Strictly speaking, it’s a big band...

Big band sound
Big band sound
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WHEN the Strictly Big Band were asked to change their name at the request of a certain leading TV dance show it also meant postponing their autumn date in South Yorkshire.

Due to tour in October, show promoters CMP Entertainment were approached by the producers of the BBC’s hit programme Strictly Come Dancing and the Simply Big Band was born.

“They explained how they owned the trademark to the word ‘Strictly’ in association with all live events,” says CMP’s Chas Cole.

“They were very friendly about it all and wished us well but thought a name change would be appropriate for us.

“It delayed the promotion of the tour a little but we are very excited about the future. It’s a great show and other than the word ‘Strictly’ it will be just the same.”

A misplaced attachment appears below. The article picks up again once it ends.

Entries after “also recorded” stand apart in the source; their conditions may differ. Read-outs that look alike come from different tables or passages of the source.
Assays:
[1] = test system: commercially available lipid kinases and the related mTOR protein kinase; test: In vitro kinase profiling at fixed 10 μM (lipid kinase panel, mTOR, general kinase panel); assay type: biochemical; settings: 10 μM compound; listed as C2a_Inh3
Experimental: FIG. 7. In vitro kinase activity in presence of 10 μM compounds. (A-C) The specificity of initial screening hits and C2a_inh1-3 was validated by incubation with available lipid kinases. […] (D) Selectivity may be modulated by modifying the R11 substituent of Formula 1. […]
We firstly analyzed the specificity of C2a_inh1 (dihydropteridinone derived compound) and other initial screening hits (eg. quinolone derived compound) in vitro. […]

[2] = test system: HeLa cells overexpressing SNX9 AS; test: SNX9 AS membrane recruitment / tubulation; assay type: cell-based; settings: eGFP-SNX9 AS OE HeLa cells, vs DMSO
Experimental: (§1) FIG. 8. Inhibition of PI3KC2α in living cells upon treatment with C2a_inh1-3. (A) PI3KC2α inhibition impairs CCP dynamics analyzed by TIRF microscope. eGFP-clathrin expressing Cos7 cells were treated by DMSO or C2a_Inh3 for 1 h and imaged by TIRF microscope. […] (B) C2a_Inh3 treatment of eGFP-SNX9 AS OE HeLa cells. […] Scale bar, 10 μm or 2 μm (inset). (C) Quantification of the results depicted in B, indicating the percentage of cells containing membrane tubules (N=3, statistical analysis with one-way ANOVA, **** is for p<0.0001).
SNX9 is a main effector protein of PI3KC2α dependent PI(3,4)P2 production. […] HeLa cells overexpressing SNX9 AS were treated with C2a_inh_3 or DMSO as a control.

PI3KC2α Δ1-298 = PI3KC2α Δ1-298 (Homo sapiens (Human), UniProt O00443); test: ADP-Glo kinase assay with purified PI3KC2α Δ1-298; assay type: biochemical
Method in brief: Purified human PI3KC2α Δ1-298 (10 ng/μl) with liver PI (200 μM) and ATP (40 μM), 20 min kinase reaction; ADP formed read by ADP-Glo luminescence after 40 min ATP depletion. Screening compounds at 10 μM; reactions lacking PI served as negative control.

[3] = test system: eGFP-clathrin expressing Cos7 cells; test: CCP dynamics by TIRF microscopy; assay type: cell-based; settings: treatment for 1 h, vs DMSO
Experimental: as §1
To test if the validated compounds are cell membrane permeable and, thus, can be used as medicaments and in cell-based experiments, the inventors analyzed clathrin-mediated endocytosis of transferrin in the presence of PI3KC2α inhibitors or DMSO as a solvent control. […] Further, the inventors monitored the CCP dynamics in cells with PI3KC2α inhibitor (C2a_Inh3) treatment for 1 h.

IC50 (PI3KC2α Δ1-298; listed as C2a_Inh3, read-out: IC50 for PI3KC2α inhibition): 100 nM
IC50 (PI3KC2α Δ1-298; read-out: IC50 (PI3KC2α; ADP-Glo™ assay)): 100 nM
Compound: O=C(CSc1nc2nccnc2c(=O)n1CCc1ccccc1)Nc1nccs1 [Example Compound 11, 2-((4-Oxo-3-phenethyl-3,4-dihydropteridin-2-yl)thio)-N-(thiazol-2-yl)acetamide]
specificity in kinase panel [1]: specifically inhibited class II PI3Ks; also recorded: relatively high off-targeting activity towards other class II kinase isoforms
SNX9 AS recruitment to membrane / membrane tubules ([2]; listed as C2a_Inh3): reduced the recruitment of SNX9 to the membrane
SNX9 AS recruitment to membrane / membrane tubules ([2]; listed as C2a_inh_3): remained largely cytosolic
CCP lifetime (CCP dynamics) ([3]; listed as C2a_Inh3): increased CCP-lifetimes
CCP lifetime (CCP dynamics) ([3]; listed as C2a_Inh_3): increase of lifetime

Described as a night of music and moves from the golden age of American big band, the 12-date tour roars into Sheffield City Hall on February 27.

The family-friendly set from a 26-piece orchestra ranges from the razzmatazz of Harlem’s Cotton Club in the ’20s, the halcyon post-war days of swing and Sinatra’s bobby-sox girls to the glamorous glitz of Las Vegas in the swinging ’60s.

Meanwhile, a team of dancers will jive, salsa, lindy hop, tap and foxtrot in the aisles. Compéreing the evening is Matthew Ford, widely regarded as the finest big band singer in the UK.

As well as singing at the wedding of Liverpool and England footballer Steven Gerrard, he has performed for HRH Duchess of York and the Malaysian royal family and sang with the BBC Big Band for the 30th anniversary of BBC Radio 2’s Big Band Special programme.

Along with a roster of guest singers, the band will perform a selection that includes Take The ‘A’ Train, Georgia, Minnie The Moocher, Let The Good Times Roll, Night Train and Stardust.